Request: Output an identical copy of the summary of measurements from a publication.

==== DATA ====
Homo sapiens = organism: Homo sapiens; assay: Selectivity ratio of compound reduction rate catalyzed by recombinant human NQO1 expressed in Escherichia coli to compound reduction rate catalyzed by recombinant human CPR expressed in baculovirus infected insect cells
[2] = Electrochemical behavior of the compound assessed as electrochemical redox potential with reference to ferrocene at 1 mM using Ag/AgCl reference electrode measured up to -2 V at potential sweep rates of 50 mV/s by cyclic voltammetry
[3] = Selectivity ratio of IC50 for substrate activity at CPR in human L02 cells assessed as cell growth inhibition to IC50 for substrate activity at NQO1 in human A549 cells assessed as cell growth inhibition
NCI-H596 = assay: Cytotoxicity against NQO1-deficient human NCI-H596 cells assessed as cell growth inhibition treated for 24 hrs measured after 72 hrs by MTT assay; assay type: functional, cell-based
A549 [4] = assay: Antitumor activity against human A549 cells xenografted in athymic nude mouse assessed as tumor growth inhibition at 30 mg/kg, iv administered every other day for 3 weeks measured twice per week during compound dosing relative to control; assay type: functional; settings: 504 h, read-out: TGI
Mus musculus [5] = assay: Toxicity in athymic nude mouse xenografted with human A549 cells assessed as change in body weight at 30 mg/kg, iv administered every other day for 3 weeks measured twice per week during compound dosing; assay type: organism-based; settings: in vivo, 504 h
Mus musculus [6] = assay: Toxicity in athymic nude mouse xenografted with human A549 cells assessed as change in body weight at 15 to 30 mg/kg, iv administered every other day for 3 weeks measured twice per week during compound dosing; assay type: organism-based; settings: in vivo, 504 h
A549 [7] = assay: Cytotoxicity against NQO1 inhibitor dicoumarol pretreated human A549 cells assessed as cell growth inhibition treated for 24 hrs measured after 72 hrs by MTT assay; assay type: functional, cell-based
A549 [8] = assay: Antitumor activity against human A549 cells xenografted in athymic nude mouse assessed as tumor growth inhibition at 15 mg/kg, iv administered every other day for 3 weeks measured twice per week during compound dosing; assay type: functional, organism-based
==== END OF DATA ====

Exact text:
Homo sapiens = organism: Homo sapiens; assay: Selectivity ratio of compound reduction rate catalyzed by recombinant human NQO1 expressed in Escherichia coli to compound reduction rate catalyzed by recombinant human CPR expressed in baculovirus infected insect cells
[2] = Electrochemical behavior of the compound assessed as electrochemical redox potential with reference to ferrocene at 1 mM using Ag/AgCl reference electrode measured up to -2 V at potential sweep rates of 50 mV/s by cyclic voltammetry
[3] = Selectivity ratio of IC50 for substrate activity at CPR in human L02 cells assessed as cell growth inhibition to IC50 for substrate activity at NQO1 in human A549 cells assessed as cell growth inhibition
NCI-H596 = assay: Cytotoxicity against NQO1-deficient human NCI-H596 cells assessed as cell growth inhibition treated for 24 hrs measured after 72 hrs by MTT assay; assay type: functional, cell-based
A549 [4] = assay: Antitumor activity against human A549 cells xenografted in athymic nude mouse assessed as tumor growth inhibition at 30 mg/kg, iv administered every other day for 3 weeks measured twice per week during compound dosing relative to control; assay type: functional; settings: 504 h, read-out: TGI
Mus musculus [5] = assay: Toxicity in athymic nude mouse xenografted with human A549 cells assessed as change in body weight at 30 mg/kg, iv administered every other day for 3 weeks measured twice per week during compound dosing; assay type: organism-based; settings: in vivo, 504 h
Mus musculus [6] = assay: Toxicity in athymic nude mouse xenografted with human A549 cells assessed as change in body weight at 15 to 30 mg/kg, iv administered every other day for 3 weeks measured twice per week during compound dosing; assay type: organism-based; settings: in vivo, 504 h
A549 [7] = assay: Cytotoxicity against NQO1 inhibitor dicoumarol pretreated human A549 cells assessed as cell growth inhibition treated for 24 hrs measured after 72 hrs by MTT assay; assay type: functional, cell-based
A549 [8] = assay: Antitumor activity against human A549 cells xenografted in athymic nude mouse assessed as tumor growth inhibition at 15 mg/kg, iv administered every other day for 3 weeks measured twice per week during compound dosing; assay type: functional, organism-based